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Permaculture Bootcamp

The Permaculture Bootcamp at Wheaton Labs is an experiential learning environment in which aspiring permaculturists can develop permaculture skills through a little hard work.

“Boots” work to develop Wheaton Labs by growing and preserving food using permaculture methods and technology, and experimenting with natural building, alternative energy, and more.

While they develop their permaculture skills and knowledge, boots can earn rewards like tickets to events and courses, or even their own plot of land at Wheaton Labs. Boots can stay for as little or as long as they want, and can earn money by sharing pictures and video of their bootcamp experience with the permies.com community.
 
Margaux Knox
gardener
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Location: East Coast, Canada
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cat forest garden fungi fish foraging rabbit cooking fiber arts medical herbs writing ungarbage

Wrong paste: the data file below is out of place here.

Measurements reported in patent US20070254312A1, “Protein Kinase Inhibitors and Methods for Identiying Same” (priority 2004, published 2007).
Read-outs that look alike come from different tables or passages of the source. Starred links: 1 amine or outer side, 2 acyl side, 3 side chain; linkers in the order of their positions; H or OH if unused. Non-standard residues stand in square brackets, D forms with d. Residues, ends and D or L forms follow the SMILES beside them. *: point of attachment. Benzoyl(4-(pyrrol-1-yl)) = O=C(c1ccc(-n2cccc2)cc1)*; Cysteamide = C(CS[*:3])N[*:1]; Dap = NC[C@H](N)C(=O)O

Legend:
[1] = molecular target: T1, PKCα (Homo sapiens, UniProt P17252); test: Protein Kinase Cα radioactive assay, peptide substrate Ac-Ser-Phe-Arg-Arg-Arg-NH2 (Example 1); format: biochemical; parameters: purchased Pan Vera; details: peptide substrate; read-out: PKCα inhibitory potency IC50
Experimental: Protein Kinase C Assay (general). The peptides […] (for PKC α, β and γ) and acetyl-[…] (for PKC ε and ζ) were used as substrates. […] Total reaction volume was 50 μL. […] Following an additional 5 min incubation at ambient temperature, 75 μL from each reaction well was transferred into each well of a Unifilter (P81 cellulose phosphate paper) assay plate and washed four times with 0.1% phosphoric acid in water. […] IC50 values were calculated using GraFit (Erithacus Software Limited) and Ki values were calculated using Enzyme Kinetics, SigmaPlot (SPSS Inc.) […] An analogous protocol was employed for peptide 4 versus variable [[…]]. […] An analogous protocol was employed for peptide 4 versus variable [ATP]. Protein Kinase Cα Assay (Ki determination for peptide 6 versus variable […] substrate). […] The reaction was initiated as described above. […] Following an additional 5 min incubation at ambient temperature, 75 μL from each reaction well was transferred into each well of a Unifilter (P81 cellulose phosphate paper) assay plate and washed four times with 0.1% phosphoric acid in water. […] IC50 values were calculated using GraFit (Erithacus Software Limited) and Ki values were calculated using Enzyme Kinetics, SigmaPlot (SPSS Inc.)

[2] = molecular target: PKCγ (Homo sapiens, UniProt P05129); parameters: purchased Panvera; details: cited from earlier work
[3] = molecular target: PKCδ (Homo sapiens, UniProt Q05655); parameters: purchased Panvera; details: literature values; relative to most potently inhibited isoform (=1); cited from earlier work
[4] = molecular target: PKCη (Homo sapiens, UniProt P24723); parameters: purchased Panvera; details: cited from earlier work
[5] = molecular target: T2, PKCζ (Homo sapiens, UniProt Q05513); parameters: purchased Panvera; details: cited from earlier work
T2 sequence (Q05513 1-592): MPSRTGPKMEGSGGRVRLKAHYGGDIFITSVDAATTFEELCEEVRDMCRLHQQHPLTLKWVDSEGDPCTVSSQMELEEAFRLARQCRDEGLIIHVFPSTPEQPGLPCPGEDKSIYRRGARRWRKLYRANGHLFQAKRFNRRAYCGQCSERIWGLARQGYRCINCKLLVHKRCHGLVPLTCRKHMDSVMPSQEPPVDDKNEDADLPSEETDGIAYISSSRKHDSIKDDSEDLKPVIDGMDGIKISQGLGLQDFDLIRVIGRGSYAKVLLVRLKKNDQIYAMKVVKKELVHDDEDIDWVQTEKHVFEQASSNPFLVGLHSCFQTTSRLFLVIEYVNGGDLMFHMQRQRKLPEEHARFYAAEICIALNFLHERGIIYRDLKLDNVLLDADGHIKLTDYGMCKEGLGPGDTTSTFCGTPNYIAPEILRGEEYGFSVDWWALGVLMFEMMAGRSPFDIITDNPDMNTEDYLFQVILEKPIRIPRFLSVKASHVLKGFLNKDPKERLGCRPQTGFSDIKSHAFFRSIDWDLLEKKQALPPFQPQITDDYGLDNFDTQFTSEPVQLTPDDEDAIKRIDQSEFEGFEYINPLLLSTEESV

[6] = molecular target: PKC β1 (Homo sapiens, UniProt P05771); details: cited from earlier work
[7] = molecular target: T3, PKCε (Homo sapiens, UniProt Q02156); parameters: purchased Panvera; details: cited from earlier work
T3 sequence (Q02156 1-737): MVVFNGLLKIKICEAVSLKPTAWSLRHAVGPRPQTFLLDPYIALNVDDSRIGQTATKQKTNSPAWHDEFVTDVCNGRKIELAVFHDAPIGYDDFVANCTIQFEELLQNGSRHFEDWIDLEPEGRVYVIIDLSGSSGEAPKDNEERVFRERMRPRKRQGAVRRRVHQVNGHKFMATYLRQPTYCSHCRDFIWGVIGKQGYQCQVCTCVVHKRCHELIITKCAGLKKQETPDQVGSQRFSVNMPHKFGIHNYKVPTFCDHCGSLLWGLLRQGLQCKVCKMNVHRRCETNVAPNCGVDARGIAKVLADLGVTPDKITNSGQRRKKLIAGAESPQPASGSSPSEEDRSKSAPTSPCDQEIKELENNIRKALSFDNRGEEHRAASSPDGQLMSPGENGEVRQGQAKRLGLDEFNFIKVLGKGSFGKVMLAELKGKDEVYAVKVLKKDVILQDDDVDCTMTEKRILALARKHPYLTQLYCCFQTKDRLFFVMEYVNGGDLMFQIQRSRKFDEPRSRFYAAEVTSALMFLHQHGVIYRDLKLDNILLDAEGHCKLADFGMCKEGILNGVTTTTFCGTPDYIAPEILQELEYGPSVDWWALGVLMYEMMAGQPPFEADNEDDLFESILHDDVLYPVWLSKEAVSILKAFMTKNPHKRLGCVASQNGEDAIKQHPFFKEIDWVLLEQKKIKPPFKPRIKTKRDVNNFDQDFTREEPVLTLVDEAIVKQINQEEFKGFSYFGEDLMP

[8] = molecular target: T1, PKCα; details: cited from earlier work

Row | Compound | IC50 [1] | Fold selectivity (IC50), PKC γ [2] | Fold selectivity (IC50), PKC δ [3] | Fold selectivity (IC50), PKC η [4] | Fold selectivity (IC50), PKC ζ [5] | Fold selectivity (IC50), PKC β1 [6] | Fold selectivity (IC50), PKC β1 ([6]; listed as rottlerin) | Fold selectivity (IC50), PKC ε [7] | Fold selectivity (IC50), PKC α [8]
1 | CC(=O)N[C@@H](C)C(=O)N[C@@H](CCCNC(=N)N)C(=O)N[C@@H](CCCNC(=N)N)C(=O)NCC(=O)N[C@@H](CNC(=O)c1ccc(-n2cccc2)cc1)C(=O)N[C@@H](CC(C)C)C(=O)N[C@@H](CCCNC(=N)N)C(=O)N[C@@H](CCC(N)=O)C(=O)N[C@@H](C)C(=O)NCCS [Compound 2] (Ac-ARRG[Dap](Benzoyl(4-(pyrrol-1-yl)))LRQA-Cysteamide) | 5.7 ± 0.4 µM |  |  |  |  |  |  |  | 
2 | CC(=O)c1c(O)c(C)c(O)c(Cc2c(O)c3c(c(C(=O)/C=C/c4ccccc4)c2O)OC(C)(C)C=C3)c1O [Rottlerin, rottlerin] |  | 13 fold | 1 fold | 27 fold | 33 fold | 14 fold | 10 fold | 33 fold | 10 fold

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Wofati

A wofati is a style of natural earth-sheltered building that Paul Wheaton developed, inspired by the work of Mike Oehler. The name “wofati” is an acronym that stands for Woodland, Oehler, Freaky-cheap, Annualised Thermal Inertia.

A wofati can be built with the majority of the materials harvested from nearby woodland, and uses thermal mass so it doesn’t need heating or cooling. It has the cozy feel of a log cabin, but has a lot more natural light.

The wofati building concept has been used to create homes, as well as greenhouses, sheds and animal shelters, as well as coolers and freezers that are much like a root cellar.
 
After some pecan pie, you might want to cleanse your palate with this tiny ad:
Permaculture Design Magazine
https://permies.com/wiki/237407/permaculture/Permaculture-Design-Magazine